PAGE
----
At this stage, if FE still doesn't have a logical plan for a branch expression, FE will build a logical plan for that branch in strict mode. It first produces a new subspace for the branch by actually executing the predicate expression, producing a materialized list of tuples of the varying attributes of the predicate that satisfy the condition for that branch, and then applying the list of tuples to the original subspace as a new constraint. FE then generates a logical plan of the branch expression in the new subspace.
As you can see, MDX FE employes a rule-based approach when building execution plans for IIF function. FE makes decisions based on sparsity and complexity of sub-expressons. Since sparisity of MDX expression is based on heuristics rather than statistics, FE may make the wrong decision which is why we need user hints.
IIF functions are often deeply nested, although this may not be obvious at first glance. As mentioned earlier in the post, AND and OR operators in IIF predicate are rewritten into nested IIF calls. Searched CASE statement is internally rewritten as nested IIF calls as well. Moreover, MDX script IF statement is also internally mapped to an IIF function call. All these internal tree rewrites make deeply nested IIF trees a common phenomenon in many cube.
Although MDX FE employes a complex algorithm to build a final plan for the IIF function, we can still learn some basic lessons that may help us understand performance issues associated with the function.
- Strict mode helps when a branch expression is very expensive. It can be a lot of extra data has to be read from disk for those extra cells in eager mode. It can also be a very expensive MDX scoped calculation has to be included for one unwanted cell in eager mode. Try plan HINT STRICT if you think AS fetches too much data from disk as a result of evaluating a branch in eager mode.
- All the trial-and-errors when building the eager plan can be a source of bad performance when the same IIF function is evaluated many times, typically since the parent function chooses cell-by-cell mode, or when deeply nested IIF calls recursively try eager mode and then fall back to strict mode. Adding plan hints in this case will force FE to make up its mind right away.
- Order of predicates in nested IIF calls can be important. A wrong condition at the top level may produce an expensive arbitrary-shaped subspace which makes it expensive to evaluate a child subtree. Or a right condition at the top may save a lot of time by eliminating the need to evaluate a more expensive condition at lower level. Keep in mind that AND and OR operators are rewritten as nested IIF so the order in AND and OR operators is important for the same reason.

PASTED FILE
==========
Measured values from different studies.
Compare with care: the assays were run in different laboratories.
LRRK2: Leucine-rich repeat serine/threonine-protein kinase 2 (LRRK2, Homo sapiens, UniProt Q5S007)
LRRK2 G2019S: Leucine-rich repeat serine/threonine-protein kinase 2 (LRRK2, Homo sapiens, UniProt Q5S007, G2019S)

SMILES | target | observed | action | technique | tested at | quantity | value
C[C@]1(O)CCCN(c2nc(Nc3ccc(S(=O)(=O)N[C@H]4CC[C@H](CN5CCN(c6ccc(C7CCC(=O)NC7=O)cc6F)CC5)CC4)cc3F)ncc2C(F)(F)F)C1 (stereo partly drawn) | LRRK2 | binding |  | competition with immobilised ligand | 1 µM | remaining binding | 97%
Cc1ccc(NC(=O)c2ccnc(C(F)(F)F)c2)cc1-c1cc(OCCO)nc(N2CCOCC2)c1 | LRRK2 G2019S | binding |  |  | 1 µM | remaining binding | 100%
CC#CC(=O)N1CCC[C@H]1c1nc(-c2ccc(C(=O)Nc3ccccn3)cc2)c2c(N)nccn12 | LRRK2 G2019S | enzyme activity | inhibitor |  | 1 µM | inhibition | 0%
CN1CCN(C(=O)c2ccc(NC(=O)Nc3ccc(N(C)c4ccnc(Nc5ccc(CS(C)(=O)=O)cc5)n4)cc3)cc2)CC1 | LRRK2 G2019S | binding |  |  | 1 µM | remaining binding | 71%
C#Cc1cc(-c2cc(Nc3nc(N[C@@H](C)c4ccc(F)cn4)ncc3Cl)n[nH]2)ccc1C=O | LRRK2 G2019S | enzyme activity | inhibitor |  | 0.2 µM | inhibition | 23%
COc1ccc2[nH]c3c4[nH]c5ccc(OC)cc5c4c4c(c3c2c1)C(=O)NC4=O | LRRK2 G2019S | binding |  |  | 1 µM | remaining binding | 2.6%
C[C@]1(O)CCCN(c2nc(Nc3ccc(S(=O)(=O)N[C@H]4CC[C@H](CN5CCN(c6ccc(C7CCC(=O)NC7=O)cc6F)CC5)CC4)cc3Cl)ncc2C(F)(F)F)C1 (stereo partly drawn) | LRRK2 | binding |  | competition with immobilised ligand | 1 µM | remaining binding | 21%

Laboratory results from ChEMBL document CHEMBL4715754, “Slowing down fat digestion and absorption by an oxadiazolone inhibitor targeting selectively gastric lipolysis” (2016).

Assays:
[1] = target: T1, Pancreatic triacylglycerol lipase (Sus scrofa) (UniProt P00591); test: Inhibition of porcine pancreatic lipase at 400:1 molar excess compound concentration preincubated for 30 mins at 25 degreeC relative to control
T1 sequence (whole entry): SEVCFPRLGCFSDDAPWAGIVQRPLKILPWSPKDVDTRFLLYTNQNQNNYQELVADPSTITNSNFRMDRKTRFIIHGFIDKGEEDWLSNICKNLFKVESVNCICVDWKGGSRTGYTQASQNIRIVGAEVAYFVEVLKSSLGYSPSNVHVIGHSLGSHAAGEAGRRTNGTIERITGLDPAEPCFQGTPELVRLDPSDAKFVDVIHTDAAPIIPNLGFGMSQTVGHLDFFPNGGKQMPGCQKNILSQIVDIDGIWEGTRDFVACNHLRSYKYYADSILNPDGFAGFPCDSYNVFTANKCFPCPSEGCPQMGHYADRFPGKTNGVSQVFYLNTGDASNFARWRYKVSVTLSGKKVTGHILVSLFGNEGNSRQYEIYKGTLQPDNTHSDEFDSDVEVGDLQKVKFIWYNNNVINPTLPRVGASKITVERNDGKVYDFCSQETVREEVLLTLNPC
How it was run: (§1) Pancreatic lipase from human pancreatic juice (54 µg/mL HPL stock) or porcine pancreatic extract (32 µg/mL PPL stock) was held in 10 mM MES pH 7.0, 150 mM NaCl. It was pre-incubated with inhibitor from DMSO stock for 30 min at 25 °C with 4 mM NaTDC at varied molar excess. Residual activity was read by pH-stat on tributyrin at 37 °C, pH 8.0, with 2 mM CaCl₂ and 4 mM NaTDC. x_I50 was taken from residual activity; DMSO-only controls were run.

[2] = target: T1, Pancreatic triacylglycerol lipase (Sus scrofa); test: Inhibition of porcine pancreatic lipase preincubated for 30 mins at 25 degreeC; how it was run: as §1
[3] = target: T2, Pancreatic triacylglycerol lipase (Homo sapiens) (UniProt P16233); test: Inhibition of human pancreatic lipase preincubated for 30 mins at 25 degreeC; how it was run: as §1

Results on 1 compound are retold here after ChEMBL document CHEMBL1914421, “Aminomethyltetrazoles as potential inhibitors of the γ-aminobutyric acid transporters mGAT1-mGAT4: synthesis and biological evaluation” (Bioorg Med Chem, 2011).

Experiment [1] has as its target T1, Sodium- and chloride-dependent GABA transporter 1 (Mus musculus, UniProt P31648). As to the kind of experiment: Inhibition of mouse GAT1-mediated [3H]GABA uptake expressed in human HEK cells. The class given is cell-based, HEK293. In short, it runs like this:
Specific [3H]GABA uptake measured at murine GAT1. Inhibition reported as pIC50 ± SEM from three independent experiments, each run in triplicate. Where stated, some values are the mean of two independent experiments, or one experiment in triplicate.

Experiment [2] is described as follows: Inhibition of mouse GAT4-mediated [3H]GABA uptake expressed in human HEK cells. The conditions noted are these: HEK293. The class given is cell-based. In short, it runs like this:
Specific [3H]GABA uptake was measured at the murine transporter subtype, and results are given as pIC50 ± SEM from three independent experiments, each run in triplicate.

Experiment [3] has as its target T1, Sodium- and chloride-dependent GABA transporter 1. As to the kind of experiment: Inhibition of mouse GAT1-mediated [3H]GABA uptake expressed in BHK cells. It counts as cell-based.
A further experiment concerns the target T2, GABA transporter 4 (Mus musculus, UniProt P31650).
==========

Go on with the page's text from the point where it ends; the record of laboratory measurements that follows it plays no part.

- Sometimes cell-by-cell mode can be fast especially when a top level function is in cell-by-cell mode. I have seen cases where MDX FE spends a lot of time building plans for a branch expression but never execute the plans as the IIF condition was never met. When the IIF function itself is called many times since its parent is in cell-by-cell mode, all the time FE spent on building unused plans is wasted. Here you may try an undocumented HINT LAZY which applies to all MDX expressions but only takes effect when a server config flag LazyEnabled is set to 1. Using this hint will force FE to delay evaluating the MDX expression until execution time. No logical plan is built by traversing the expression tree. WARNING: You will not get support from Microsoft if you use this hint on your own. You must get approval from Microsoft Customer Service and Support if you want to use this hint in your production system.
There are two types of CASE statements: simple case statement and search case statement.
Search case statement is internally rewritten as nested IIF function calls in the following way:
WHEN p1 THEN e1
WHEN p2 THEN e2
WHEN pN THEN eN
IIF (p1, e1, IIF(p2, e2, ... IIF(pN, eN, eL)...))
After the rewrite, FE executes all IIF functions according to the algorithm outlined in the previous section.
SQL Server 2008 SP2 CTP1 introduced a hint for search case statement. The syntax of hint for CASE is:
CASE HINT <EAGER|STRICT>
WHEN ... THEN ...
Internally, the provided hint is propagated to all branches of all IIF functions generated during the rewrite. Afterwards, FE will use the hint in the same way as hints provided directly to an explicit IIF function.
The simple case statement has an execution plan similar to that of IIF function. The main difference is that IIF function only has two branches while simple case statement has N branches. As of this writing, users cannot specify eager or strict hints to simple case statements.
In summary, since MDX IIF function and CASE statement are frequently a source of performance problems, using plan hints may help you solve your problem. Note that plan hints for IIF function are only available in SQL Server 2008 and later and plan hints for search case statement are introduced after SQL Server 2008 SP2 CTP1. I have to admit trying out plan hints is like shooting in the dark due to the lack of end user tools to display MDX execution plan trees.